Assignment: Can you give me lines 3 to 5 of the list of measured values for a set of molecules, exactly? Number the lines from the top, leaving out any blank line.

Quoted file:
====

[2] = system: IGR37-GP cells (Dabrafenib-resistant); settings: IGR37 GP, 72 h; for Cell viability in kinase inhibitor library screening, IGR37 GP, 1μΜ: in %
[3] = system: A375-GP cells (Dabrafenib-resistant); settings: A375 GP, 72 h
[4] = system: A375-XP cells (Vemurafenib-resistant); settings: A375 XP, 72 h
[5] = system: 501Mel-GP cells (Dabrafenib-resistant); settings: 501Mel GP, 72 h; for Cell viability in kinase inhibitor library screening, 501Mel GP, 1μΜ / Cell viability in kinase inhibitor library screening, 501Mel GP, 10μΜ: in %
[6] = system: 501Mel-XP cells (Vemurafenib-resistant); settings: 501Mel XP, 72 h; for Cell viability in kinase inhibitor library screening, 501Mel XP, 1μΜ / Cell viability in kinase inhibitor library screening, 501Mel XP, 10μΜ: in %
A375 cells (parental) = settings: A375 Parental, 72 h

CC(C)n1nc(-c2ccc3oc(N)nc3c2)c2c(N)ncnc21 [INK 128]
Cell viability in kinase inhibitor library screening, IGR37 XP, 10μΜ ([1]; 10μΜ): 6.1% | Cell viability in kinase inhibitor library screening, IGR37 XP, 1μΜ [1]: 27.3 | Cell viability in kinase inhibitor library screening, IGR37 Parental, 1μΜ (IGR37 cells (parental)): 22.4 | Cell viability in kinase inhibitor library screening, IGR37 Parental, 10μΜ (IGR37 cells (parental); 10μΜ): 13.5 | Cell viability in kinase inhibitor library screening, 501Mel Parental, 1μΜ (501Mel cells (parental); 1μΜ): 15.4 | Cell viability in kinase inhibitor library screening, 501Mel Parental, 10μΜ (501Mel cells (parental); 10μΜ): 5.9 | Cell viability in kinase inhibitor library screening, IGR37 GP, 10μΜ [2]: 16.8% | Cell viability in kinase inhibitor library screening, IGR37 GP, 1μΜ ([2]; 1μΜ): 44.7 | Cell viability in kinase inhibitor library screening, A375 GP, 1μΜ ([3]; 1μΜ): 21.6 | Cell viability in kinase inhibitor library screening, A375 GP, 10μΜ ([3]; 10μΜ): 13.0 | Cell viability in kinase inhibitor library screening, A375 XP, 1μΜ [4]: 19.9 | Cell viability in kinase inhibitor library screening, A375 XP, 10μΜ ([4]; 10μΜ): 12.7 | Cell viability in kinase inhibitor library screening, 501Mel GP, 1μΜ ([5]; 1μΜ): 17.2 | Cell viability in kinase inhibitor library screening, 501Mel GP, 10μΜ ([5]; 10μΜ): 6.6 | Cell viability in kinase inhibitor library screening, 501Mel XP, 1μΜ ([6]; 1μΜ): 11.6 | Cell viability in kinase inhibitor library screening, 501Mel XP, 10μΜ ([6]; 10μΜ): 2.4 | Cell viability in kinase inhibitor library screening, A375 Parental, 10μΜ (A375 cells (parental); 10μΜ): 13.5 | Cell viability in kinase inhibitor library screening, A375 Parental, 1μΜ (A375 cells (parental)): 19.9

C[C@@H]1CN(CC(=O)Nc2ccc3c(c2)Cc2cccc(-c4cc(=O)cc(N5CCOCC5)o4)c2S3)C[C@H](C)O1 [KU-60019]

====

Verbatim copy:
[4] = system: A375-XP cells (Vemurafenib-resistant); settings: A375 XP, 72 h
[5] = system: 501Mel-GP cells (Dabrafenib-resistant); settings: 501Mel GP, 72 h; for Cell viability in kinase inhibitor library screening, 501Mel GP, 1μΜ / Cell viability in kinase inhibitor library screening, 501Mel GP, 10μΜ: in %
[6] = system: 501Mel-XP cells (Vemurafenib-resistant); settings: 501Mel XP, 72 h; for Cell viability in kinase inhibitor library screening, 501Mel XP, 1μΜ / Cell viability in kinase inhibitor library screening, 501Mel XP, 10μΜ: in %